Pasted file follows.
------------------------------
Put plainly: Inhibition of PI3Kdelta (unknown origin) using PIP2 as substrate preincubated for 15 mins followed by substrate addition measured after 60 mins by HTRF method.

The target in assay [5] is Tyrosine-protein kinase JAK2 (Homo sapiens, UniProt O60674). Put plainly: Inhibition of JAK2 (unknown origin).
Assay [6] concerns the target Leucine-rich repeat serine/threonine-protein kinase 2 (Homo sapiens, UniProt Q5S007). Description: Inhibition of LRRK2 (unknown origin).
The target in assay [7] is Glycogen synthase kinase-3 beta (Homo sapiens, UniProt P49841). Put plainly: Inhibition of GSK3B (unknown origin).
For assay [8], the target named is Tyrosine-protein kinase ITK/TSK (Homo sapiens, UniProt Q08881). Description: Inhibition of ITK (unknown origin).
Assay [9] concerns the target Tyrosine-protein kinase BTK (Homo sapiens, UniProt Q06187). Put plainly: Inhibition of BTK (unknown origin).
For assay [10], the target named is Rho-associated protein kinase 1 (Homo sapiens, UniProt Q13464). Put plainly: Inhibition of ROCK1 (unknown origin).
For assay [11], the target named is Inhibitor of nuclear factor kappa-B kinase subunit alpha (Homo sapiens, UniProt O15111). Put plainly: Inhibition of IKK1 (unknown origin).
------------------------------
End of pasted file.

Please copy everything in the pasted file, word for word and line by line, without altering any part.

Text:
Put plainly: Inhibition of PI3Kdelta (unknown origin) using PIP2 as substrate preincubated for 15 mins followed by substrate addition measured after 60 mins by HTRF method.

The target in assay [5] is Tyrosine-protein kinase JAK2 (Homo sapiens, UniProt O60674). Put plainly: Inhibition of JAK2 (unknown origin).
Assay [6] concerns the target Leucine-rich repeat serine/threonine-protein kinase 2 (Homo sapiens, UniProt Q5S007). Description: Inhibition of LRRK2 (unknown origin).
The target in assay [7] is Glycogen synthase kinase-3 beta (Homo sapiens, UniProt P49841). Put plainly: Inhibition of GSK3B (unknown origin).
For assay [8], the target named is Tyrosine-protein kinase ITK/TSK (Homo sapiens, UniProt Q08881). Description: Inhibition of ITK (unknown origin).
Assay [9] concerns the target Tyrosine-protein kinase BTK (Homo sapiens, UniProt Q06187). Put plainly: Inhibition of BTK (unknown origin).
For assay [10], the target named is Rho-associated protein kinase 1 (Homo sapiens, UniProt Q13464). Put plainly: Inhibition of ROCK1 (unknown origin).
For assay [11], the target named is Inhibitor of nuclear factor kappa-B kinase subunit alpha (Homo sapiens, UniProt O15111). Put plainly: Inhibition of IKK1 (unknown origin).